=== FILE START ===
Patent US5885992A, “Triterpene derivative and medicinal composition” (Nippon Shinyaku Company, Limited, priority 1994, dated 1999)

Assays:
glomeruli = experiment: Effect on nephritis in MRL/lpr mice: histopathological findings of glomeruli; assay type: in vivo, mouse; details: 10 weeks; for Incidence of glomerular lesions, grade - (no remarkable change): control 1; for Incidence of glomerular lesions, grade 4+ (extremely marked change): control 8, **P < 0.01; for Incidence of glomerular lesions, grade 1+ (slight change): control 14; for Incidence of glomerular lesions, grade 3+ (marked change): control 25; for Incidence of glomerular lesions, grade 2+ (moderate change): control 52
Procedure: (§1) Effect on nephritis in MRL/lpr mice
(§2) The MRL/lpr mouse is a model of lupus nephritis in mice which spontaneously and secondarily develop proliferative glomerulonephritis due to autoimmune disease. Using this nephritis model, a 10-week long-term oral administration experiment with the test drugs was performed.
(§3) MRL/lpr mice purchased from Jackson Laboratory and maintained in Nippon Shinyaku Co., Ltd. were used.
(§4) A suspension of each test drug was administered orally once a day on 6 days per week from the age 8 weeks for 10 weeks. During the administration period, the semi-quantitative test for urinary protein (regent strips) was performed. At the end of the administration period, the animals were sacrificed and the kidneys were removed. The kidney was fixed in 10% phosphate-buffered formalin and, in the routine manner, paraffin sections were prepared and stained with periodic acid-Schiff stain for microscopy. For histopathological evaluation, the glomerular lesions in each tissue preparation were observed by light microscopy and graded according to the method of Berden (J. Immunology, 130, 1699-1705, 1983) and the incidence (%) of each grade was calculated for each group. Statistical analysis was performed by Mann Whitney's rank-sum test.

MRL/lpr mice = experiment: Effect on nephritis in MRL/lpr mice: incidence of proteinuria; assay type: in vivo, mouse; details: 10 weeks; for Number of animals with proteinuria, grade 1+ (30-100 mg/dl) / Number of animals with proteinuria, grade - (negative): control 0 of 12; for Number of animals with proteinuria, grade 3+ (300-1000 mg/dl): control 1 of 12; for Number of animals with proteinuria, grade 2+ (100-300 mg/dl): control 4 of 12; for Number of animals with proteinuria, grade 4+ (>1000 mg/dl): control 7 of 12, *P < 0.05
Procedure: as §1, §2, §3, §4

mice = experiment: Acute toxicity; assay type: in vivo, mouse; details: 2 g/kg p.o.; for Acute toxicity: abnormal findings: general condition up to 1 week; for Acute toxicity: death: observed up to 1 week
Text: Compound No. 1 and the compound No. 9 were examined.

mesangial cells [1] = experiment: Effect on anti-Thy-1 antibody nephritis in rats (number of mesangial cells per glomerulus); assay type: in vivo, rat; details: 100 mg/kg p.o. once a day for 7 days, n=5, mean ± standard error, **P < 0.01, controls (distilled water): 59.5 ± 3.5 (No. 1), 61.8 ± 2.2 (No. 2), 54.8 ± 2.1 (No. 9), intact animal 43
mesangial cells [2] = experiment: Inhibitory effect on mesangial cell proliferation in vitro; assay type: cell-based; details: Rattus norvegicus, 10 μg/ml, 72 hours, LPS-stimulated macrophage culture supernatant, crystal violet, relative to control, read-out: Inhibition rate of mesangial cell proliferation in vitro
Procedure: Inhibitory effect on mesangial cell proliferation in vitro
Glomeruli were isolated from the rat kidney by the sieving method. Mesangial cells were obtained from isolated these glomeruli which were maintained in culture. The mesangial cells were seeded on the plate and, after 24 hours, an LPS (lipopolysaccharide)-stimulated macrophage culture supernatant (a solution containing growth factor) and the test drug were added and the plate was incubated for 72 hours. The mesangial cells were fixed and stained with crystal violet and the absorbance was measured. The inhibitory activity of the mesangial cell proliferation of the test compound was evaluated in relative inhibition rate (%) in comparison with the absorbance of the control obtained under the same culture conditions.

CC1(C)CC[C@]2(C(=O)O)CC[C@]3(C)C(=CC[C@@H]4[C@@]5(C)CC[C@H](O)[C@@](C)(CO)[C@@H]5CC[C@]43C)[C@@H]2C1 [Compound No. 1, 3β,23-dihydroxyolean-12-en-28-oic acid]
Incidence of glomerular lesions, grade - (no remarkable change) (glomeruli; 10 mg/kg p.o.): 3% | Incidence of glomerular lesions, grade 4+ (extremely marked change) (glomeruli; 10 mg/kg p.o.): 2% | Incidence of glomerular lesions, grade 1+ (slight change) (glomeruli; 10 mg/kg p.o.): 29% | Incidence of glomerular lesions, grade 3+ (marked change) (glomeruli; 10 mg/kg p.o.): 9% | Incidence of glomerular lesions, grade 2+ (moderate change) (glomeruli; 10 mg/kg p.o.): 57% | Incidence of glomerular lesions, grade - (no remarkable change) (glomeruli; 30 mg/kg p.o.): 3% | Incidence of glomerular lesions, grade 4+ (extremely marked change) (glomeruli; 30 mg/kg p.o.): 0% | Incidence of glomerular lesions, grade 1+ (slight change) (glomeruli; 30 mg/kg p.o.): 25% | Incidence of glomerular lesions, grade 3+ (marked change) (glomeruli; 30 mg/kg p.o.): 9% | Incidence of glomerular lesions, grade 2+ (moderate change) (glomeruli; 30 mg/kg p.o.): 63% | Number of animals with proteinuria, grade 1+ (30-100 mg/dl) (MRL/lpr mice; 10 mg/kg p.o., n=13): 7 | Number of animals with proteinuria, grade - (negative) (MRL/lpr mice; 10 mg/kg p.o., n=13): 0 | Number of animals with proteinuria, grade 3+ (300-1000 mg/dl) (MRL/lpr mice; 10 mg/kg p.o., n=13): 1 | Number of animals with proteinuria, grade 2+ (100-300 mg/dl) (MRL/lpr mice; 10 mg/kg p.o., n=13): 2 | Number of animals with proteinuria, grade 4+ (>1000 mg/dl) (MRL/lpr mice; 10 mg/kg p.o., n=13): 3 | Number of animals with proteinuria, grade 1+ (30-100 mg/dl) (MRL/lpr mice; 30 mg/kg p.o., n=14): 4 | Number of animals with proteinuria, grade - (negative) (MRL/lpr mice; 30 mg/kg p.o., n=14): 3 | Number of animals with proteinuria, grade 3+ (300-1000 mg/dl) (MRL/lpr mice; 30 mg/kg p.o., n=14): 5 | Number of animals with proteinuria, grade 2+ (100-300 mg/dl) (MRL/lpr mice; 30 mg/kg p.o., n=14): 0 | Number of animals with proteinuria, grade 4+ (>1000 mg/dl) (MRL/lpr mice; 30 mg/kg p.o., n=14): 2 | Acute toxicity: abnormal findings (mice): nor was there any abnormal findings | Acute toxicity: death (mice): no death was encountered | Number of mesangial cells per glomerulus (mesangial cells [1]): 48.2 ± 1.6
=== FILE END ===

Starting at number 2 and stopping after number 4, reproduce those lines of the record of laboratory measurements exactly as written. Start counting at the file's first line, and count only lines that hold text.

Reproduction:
Assays:
glomeruli = experiment: Effect on nephritis in MRL/lpr mice: histopathological findings of glomeruli; assay type: in vivo, mouse; details: 10 weeks; for Incidence of glomerular lesions, grade - (no remarkable change): control 1; for Incidence of glomerular lesions, grade 4+ (extremely marked change): control 8, **P < 0.01; for Incidence of glomerular lesions, grade 1+ (slight change): control 14; for Incidence of glomerular lesions, grade 3+ (marked change): control 25; for Incidence of glomerular lesions, grade 2+ (moderate change): control 52
Procedure: (§1) Effect on nephritis in MRL/lpr mice